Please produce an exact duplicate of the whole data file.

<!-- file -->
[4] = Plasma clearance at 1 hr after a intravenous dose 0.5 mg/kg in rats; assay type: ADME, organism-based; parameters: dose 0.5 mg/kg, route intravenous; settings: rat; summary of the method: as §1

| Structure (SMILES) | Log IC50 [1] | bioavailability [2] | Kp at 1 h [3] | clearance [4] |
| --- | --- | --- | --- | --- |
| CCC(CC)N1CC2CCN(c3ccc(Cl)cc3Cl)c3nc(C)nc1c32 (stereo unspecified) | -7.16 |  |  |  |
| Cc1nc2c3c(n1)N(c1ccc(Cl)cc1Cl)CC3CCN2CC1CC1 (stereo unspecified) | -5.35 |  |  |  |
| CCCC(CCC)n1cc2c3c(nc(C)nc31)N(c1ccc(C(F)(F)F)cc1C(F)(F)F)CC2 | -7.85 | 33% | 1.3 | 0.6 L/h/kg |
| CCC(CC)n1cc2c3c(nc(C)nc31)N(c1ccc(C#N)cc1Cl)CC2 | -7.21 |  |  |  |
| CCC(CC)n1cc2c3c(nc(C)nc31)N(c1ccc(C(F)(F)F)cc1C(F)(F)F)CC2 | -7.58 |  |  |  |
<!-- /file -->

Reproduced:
[4] = Plasma clearance at 1 hr after a intravenous dose 0.5 mg/kg in rats; assay type: ADME, organism-based; parameters: dose 0.5 mg/kg, route intravenous; settings: rat; summary of the method: as §1

| Structure (SMILES) | Log IC50 [1] | bioavailability [2] | Kp at 1 h [3] | clearance [4] |
| --- | --- | --- | --- | --- |
| CCC(CC)N1CC2CCN(c3ccc(Cl)cc3Cl)c3nc(C)nc1c32 (stereo unspecified) | -7.16 |  |  |  |
| Cc1nc2c3c(n1)N(c1ccc(Cl)cc1Cl)CC3CCN2CC1CC1 (stereo unspecified) | -5.35 |  |  |  |
| CCCC(CCC)n1cc2c3c(nc(C)nc31)N(c1ccc(C(F)(F)F)cc1C(F)(F)F)CC2 | -7.85 | 33% | 1.3 | 0.6 L/h/kg |
| CCC(CC)n1cc2c3c(nc(C)nc31)N(c1ccc(C#N)cc1Cl)CC2 | -7.21 |  |  |  |
| CCC(CC)n1cc2c3c(nc(C)nc31)N(c1ccc(C(F)(F)F)cc1C(F)(F)F)CC2 | -7.58 |  |  |  |